20. How to Think Like Leonardo Davinci by Michael J Gelb
  21. Leadership Methods of the Navy Seals by Jeff Cannon
  22. Lessons of the Chinese Masters by Thomas Clearly
  23. Love Poems by Pablo Neruda
  24. Love Poems of Rumi by Deepak Chopra
  25. Men of the Bible by Dwight Lyman Moody
  26. Mirrors: Stories of Almost Everyone by Eduardo Galeano
  27. One Hundred Years of Solitude by Gabriel Garcia Marquez
  28. Ordained Irreverence by MacMillan Moody
  29. Please Look After Mother by Kyung-Sook Shin
  30. Primal Leadership by Daniel Goleman
  31. Running with the Giants by John Maxwell
  32. Shit My Dad Says by Justin Halpern
  33. Siddhartha by Herman Hesse
  34. Taking People with You by David Novak
  35. The 17 Indisputable Laws of Leadership by John Maxwell
  36. The Ambition by Lee Strobel
  37. The Art of War by Sun Tzu
  38. The Black Echo by Michael Connelly
  39. The Black Ice by Michael Connelly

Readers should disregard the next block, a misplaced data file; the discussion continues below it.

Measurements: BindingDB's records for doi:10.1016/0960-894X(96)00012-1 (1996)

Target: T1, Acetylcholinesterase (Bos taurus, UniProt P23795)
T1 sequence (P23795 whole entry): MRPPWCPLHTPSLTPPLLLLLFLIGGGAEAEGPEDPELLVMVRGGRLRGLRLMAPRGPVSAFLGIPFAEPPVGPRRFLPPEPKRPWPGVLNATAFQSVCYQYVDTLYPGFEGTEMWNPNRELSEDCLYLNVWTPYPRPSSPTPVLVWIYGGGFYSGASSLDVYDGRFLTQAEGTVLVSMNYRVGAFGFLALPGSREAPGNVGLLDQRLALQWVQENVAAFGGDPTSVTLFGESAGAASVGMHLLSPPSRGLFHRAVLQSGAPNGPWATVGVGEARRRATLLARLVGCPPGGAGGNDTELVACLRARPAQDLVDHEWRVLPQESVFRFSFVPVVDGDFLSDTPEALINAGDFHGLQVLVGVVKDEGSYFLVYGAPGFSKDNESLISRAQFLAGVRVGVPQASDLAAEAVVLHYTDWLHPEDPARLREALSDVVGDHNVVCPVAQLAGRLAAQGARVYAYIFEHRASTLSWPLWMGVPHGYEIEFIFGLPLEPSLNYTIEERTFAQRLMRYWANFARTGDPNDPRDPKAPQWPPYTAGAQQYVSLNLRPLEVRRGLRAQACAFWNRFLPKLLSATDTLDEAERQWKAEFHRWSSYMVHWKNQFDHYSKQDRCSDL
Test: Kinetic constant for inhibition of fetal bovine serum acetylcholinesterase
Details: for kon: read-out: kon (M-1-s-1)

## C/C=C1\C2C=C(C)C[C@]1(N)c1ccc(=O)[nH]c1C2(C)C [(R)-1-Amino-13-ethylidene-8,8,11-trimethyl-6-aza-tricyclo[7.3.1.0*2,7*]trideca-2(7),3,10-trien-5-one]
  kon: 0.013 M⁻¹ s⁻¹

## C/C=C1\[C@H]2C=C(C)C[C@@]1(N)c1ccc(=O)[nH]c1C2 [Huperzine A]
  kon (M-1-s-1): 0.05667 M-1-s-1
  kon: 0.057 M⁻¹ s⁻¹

40. The Bourne Betrayal by Eric Ledbetter
  41. The Bourne Deception by Eric Ledbetter
  42. The Bourne Sanction by Eric Ledbetter
  43. The Buddha in the Attic by Julie Otsuka
  44. The Closers by Michael Connelly
  45. The Concrete Blond by Michael Connelly
  46. The Draining Lake by Amuldar Indriadson
  47. The Five Temptations of a CEO by Patrick Lencioni
  48. The Illiad by Homer
  49. The Last Coyote by Michael Connelly
  50. The Lincoln Lawyer by Michael Connelly
  51. The Lovers Dictionary by David Levithan
  52. The Matterhorn A Novel of the Viet Nam War by Karl Marlantes
  53. The Metamorphosis by Kafka
  54. The Moose Jaw by Mike Delaney
  55. The Odyssey by Homer
  56. The Practice of the Presence of God by Brother Lawrence
  57. The Snowman by Jo Nesbo
  58. The War of Art by Steven Pressfield
  59. Trunk Music a Harry Bosch Novel by Michael Connelly
  60. Turning Pro by Steven Pressfield
  61. When the Emperor was Divine by Julie Otsuka
  62. Who’s There by Seth Godin
  63. Don Quixote by Miguel de Cervantes
  64. Good to Great by Jim Collins
  65. Great Leaders Grow: Becoming a Leader for Life by Ken Blanchard & Mark Miller
  66. Ten Years of Moon and Mists by Prabhu Iyer & Tamaswati Ghosh